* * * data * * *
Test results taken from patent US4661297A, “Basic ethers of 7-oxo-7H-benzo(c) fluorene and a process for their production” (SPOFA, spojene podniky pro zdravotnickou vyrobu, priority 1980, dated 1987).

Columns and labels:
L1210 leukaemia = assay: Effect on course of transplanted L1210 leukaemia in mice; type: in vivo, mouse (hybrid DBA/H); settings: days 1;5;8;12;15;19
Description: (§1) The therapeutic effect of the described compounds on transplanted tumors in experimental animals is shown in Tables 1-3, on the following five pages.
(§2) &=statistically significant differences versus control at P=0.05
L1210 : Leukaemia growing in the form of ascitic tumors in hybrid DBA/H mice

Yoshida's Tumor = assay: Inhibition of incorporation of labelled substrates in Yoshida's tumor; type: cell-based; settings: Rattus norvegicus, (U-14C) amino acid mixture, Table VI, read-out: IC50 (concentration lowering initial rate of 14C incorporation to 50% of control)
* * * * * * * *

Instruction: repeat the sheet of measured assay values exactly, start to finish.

Test results taken from patent US4661297A, “Basic ethers of 7-oxo-7H-benzo(c) fluorene and a process for their production” (SPOFA, spojene podniky pro zdravotnickou vyrobu, priority 1980, dated 1987).

Columns and labels:
L1210 leukaemia = assay: Effect on course of transplanted L1210 leukaemia in mice; type: in vivo, mouse (hybrid DBA/H); settings: days 1;5;8;12;15;19
Description: (§1) The therapeutic effect of the described compounds on transplanted tumors in experimental animals is shown in Tables 1-3, on the following five pages.
(§2) &=statistically significant differences versus control at P=0.05
L1210 : Leukaemia growing in the form of ascitic tumors in hybrid DBA/H mice

Yoshida's Tumor = assay: Inhibition of incorporation of labelled substrates in Yoshida's tumor; type: cell-based; settings: Rattus norvegicus, (U-14C) amino acid mixture, Table VI, read-out: IC50 (concentration lowering initial rate of 14C incorporation to 50% of control)